Chapter 1


When Rudolf Steiner was born in 1861 near the confines of the Austrian Empire, the dominant aspect of Western thought was its materialism, the denial by so many thinkers not only of the truths of traditional Christianity, but of any divine activity whatever in earthly affairs. In that year Charles Darwin’s masterpiece The Origin of Species, which purported to explain mankind’s evolution in wholly material terms, was beginning its meteoric success, while Karl Marx’s teachings seemed to offer a convincing and satisfying explanation of mankind’s history without having to resort to any hypothesis of divine purpose or intervention. Auguste Comte’s philosophy of positivism, which attempted to show how man had thrown off old superstitions in order to arrive at an enlightened understanding of the world and man in material terms without the aid of religion, was making new converts every day among mid-nineteenth century philosophers and scientists. Arthur Schopenhauer, deeply pessimistic, had published his epoch-making work The World as Will and Idea, in which he tried to demonstrate the meaninglessness of human evolution, a philosophy soon to be adopted as the point of departure for his own work by Friedrich Nietzsche, a battler, as Rudolf Steiner was later to call him, against his time. Nietzsche’s whole life work, indeed, was a long cry of anguish against the ideas of his day, which he was not able to refute but could not accept with equanimity—his anguish leading him ever more deeply into a kind of nihilism, and above all into that opposition to Christianity that was characteristic of his latest work.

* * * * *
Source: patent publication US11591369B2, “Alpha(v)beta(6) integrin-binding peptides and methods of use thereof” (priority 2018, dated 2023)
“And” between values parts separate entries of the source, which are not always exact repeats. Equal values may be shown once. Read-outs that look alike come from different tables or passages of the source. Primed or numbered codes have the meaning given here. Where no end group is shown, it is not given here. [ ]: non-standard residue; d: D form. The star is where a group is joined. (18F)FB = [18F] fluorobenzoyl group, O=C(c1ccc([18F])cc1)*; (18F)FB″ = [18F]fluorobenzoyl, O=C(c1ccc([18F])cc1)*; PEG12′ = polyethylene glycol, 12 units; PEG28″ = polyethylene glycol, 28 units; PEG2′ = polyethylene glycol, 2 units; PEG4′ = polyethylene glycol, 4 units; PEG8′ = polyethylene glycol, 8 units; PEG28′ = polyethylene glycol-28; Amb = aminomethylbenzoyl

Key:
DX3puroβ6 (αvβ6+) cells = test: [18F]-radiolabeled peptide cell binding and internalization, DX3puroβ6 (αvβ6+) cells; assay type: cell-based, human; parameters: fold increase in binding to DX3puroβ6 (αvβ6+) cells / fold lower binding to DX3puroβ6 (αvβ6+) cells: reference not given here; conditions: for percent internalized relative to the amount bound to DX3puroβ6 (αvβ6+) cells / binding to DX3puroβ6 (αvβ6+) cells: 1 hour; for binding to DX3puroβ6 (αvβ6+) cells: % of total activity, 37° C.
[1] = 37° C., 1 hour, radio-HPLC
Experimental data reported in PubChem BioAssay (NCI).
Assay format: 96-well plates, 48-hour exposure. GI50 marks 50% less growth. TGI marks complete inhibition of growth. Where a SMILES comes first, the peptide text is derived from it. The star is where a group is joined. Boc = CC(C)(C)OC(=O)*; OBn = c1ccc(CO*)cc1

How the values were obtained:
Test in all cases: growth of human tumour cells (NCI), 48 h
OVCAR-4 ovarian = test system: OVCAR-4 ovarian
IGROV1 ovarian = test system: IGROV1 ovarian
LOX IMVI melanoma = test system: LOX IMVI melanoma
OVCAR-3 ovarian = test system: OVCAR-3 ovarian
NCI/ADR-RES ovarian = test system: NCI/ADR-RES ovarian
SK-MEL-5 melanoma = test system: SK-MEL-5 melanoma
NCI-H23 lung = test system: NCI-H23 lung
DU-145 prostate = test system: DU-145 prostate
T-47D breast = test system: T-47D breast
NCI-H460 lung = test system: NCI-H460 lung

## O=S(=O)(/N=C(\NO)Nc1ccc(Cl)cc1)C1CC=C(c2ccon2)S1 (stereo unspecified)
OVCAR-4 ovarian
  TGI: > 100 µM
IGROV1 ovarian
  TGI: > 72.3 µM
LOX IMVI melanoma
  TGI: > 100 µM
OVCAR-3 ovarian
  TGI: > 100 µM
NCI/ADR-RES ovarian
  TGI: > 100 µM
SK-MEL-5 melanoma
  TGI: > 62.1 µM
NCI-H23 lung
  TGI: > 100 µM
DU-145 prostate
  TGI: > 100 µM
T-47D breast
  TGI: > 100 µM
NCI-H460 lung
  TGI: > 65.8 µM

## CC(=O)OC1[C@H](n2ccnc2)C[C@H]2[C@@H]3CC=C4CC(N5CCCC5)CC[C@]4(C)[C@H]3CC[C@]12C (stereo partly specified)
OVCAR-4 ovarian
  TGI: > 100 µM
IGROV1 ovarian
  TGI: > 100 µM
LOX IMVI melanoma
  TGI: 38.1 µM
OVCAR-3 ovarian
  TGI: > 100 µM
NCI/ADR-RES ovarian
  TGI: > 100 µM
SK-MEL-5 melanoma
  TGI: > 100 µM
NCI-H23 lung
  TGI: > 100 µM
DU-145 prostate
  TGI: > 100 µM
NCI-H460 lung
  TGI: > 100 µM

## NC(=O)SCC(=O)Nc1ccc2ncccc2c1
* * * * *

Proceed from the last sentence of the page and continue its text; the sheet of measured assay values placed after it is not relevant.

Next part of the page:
Such was the cultural and intellectual atmosphere of Europe when Rudolf Steiner was born. But from his earliest childhood he was aware of the reality of the invisible or spiritual world, and it was for that reason impossible for him to share the skepticism, agnosticism and materialism of his age. He knew that all reality was not encompassed within the visible earthly world and thus never experienced an anguish comparable to Nietzsche’s. His problem lay elsewhere. Once he had discovered that other men did not possess his spiritual vision he might have conceived it to be his task to convey to others what he himself perceived in the world of spirit, leaving it to those others to convince themselves as best they could of his veracity, and make what they could of his revelations. The revelations themselves they would in effect have been required to accept on faith, or reject because they could not bring themselves to believe them. In essence this was the path taken by seers of earlier epochs, men like Jacob Boehme or Emanuel Swedenborg, who spoke or wrote directly of their spiritual experiences and ”revealed” what they had perceived in the spiritual worlds hidden from the rest of mankind.